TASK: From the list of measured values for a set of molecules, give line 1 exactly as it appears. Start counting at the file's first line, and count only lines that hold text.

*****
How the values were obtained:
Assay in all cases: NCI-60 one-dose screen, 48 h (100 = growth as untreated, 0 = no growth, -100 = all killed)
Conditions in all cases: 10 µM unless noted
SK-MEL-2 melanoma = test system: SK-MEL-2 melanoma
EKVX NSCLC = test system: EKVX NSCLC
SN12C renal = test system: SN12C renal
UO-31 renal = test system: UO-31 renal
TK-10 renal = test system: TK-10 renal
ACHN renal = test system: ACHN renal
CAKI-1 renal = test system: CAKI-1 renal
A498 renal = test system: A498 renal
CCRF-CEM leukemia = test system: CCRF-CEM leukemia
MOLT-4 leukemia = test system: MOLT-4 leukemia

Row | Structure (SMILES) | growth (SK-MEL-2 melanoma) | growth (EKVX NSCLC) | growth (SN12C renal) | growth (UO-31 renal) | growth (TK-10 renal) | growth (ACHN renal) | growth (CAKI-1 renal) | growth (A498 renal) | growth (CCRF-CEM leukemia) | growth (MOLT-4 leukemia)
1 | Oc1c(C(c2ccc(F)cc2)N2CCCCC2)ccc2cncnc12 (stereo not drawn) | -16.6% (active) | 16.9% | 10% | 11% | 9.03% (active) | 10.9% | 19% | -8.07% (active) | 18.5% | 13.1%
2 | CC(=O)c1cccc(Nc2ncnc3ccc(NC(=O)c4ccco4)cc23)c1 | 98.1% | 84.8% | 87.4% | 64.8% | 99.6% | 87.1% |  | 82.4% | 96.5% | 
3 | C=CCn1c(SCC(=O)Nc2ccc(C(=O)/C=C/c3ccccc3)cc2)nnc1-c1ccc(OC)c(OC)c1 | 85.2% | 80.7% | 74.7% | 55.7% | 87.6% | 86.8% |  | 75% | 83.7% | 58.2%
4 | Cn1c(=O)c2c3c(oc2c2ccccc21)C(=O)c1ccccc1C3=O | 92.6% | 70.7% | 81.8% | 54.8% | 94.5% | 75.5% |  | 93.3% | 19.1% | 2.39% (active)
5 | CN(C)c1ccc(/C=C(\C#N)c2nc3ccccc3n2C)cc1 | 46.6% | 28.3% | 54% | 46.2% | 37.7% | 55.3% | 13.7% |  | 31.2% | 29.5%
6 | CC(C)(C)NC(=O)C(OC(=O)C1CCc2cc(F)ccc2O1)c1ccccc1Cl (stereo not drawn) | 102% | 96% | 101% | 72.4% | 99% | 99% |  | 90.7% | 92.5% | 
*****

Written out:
How the values were obtained: